I have an outdoor shed that was powered with a single 15A circuit by the previous homeowner. I'm trying to rewire it to carry three 20A circuits. It's about a 100' run from my main panel via 1/2" schedule 40 PVC. I would like to run (7) #12 THHN for 3 hots, 3 neutrals, and 1 shared ground. I would terminate at the shed with a subpanel, three 20a breakers and a ground rod. From what I understand, seven #12 wires should work fine in 1/2 schedule 40 PVC without derating. Am I missing anything or good to proceed? Alternatively if I only wanted two 20amp circuits, could I run a multiwire branched circuit with 2 hots on opposite phases, a shared neutral, and shared ground to a disconnect at the shed without worrying about a ground rod?

  • Is the 1/2" PVC already in the ground? Jan 26, 2020 at 3:17
  • Yikes, there are several issues with what you are proposing, as pointed out by others. What is the load? General shop? Or a pot "grow" operation? De-rating might be required for grow lamps because they are a continuous load. If not a continuous load, you might be able to get by with 10ga 4 wire feeder which would fit in your existing conduit. It would only give you 30 amps at 240 v, but that's enough for 3 20 amp 120v branch circuits assuming no derating. Jan 26, 2020 at 4:27
  • Adding to my own comment: Not sure if he could configure this correctly. A 10ga 30 amp feed to a subpanel, with 3 120 v breakers. Seems like if 2 of the breakers on the same leg were operating at full capacity, the neutral would be overloaded. Would an 8 ga neutral solve this? Other ideas? Jan 26, 2020 at 4:34
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    The 1/2” is already in the ground, otherwise I would just install a larger conduit from the beginning. Nothing continuous load, just shop lights, a couple power tools, and a small window unit when the building is occupied. Jan 26, 2020 at 11:33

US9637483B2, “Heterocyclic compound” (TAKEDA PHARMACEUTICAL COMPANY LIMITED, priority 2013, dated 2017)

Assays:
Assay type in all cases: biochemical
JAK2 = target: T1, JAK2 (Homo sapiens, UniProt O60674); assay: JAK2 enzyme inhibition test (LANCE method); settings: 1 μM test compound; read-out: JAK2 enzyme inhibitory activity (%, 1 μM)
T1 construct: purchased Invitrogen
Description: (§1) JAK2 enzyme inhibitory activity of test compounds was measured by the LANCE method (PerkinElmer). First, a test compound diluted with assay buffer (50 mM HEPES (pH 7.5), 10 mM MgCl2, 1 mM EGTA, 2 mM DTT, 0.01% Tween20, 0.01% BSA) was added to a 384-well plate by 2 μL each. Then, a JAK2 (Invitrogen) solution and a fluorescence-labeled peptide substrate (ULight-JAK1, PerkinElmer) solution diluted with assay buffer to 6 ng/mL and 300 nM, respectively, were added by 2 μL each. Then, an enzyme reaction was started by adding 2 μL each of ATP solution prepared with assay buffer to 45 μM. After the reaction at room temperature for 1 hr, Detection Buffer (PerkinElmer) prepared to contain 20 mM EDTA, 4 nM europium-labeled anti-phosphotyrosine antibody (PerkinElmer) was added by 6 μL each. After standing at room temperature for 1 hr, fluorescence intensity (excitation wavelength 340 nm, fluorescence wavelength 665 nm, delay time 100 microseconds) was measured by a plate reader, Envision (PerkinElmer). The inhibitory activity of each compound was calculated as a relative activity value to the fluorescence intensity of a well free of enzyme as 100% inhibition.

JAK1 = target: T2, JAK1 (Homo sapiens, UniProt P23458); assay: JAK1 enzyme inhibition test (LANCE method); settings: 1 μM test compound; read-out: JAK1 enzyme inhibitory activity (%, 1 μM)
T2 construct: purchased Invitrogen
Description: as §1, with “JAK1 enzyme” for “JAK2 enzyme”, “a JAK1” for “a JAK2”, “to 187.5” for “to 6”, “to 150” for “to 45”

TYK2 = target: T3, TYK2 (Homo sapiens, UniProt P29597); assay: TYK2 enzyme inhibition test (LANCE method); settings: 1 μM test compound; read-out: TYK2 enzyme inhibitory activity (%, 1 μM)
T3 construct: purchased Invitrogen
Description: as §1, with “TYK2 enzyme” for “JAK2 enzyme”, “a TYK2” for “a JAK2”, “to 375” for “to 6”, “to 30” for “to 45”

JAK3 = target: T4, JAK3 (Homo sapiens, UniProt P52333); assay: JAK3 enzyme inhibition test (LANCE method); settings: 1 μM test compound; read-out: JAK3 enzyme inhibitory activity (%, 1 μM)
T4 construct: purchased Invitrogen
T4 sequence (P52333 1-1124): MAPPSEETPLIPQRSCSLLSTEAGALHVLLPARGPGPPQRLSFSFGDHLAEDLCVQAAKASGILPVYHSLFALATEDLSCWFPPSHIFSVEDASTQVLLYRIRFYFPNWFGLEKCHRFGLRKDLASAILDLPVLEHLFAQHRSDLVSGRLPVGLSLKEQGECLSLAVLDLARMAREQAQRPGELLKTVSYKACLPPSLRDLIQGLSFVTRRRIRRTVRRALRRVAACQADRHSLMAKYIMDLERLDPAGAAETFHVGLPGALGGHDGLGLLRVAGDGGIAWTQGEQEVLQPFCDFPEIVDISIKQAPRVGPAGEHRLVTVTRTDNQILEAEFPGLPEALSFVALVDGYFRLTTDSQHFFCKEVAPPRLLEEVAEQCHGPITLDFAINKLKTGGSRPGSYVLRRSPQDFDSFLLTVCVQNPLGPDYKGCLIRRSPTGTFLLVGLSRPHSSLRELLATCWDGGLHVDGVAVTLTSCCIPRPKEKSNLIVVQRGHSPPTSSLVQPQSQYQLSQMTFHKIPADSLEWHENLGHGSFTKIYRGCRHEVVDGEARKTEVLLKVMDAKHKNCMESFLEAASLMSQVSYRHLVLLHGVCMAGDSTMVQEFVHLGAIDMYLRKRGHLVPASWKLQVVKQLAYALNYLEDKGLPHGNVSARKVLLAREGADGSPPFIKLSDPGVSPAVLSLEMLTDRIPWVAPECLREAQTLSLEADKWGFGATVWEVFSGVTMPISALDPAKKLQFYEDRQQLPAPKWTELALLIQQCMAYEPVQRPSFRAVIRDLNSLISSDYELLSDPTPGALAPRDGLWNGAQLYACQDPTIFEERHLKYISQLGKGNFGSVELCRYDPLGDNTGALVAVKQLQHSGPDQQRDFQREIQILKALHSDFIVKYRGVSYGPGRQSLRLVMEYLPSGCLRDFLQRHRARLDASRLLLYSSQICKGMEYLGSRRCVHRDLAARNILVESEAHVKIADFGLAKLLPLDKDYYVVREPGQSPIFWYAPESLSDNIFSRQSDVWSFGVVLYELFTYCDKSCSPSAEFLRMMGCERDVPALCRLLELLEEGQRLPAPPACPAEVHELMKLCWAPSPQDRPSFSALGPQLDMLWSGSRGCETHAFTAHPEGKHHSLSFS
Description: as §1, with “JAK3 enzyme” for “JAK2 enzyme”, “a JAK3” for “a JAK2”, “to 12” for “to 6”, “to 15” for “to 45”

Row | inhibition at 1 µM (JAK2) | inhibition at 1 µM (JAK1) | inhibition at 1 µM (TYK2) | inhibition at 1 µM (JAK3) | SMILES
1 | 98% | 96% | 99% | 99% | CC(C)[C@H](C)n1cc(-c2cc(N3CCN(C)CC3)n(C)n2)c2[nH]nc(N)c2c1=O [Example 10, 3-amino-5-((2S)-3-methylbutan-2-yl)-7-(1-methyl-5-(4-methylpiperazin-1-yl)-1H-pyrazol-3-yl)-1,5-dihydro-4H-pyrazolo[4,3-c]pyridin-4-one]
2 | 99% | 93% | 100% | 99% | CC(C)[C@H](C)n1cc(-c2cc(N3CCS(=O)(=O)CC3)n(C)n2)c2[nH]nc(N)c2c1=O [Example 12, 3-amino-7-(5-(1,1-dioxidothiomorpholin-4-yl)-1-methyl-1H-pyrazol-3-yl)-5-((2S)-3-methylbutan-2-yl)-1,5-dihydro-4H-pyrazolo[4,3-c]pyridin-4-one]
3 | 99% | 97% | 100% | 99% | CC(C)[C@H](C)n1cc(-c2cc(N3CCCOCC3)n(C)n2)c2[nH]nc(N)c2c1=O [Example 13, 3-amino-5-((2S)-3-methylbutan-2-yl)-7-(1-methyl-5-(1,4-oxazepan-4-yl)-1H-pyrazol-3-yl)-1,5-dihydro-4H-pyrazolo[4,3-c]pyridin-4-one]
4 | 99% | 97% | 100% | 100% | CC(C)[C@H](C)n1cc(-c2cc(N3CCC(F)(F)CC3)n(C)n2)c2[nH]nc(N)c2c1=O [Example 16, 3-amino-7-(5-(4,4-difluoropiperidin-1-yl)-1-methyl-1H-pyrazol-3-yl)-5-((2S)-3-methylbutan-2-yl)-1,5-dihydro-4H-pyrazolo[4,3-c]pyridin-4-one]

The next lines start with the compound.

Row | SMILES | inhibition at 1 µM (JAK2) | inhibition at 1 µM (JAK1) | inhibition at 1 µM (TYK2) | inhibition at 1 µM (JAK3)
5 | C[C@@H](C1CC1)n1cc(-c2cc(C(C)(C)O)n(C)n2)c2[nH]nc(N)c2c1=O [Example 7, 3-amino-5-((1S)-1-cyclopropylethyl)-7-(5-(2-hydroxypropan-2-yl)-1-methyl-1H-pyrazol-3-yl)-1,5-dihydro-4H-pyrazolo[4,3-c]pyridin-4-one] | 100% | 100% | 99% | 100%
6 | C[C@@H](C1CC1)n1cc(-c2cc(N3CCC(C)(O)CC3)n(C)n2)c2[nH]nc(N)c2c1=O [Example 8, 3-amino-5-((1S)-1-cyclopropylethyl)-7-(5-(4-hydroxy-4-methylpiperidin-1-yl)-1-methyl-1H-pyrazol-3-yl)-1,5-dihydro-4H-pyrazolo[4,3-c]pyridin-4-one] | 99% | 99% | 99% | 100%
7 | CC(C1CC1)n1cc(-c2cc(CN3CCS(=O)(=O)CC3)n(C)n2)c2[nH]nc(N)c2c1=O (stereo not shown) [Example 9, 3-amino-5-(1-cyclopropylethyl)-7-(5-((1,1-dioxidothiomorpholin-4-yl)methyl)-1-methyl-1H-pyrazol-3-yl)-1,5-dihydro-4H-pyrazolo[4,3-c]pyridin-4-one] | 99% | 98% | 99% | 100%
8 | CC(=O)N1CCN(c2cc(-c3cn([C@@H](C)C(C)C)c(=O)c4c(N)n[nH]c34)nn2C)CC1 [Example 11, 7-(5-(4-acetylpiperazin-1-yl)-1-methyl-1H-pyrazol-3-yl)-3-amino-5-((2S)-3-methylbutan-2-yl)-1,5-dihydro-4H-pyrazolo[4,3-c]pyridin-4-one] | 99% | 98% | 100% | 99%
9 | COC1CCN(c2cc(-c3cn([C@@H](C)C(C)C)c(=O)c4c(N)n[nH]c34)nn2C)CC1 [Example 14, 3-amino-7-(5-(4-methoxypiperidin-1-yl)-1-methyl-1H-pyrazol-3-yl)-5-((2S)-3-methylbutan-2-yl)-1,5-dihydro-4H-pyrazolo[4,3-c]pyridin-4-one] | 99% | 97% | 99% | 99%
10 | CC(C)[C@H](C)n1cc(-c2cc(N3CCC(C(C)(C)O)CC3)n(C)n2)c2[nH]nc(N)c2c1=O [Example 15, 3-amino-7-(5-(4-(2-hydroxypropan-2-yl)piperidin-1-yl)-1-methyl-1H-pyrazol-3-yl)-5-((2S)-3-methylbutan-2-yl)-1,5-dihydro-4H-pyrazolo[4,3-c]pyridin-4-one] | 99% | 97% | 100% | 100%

3 Answers 3


You can't parallel wires, or run a bunch of circuits between two buildings

It's illegal to parallel wires skinnier than 1/0 (NEC 310.10(H)), and also illegal to run more than one of the same kind of circuit (same voltage, similar/same usage) to an outbuilding as that violates NEC 225.30. So, both your original plans are of no use; practically speaking, this means you need to run a feeder to the outbuilding, and fit a subpanel there, as well as install grounding electrodes.

However, a feeder is your best plan anyway

Your proposal gives you 60A at 120V, and no 240V, at the shed. However, with a feeder, you can fit 50A at 240V down the same 1/2" PVC, with fewer wires, and more room for expansion at the subpanel. In particular, your 1/2" Schedule 40 PVC has 74mm2 of usable fill area, which is enough room for 2 8AWG stranded copper THHN hot wires, a 10AWG stranded copper THHN neutral, and a 10AWG bare stranded copper ground, for a total of 66mm2 of fill used. While this setup requires care with balancing the loads at the subpanel to avoid overloading the undersized neutral, it's the largest feeder that can be practically crammed into a 1/2" conduit without exceeding fill limits.

As to subpanel selection...

If you don't want to be changing panels out later, your best bet is to get the correct subpanel now, and that means not skimping out. You'll want a 100A or 125A, main breaker (to provide a shutoff at the shed), 24 or 30 space (note: space, not circuit) panel for this job; this provides plenty of room for future expansion, including 240V circuits. In fact, you're best off running your shop receptacle circuit as a 20A multi-wire branch circuit using a two-pole ground fault breaker; this provides you with easy access to 240V for power tools that want it. On top of this, you'll have a 120V circuit for the lights and a second 120V circuit for the window unit, at minimum.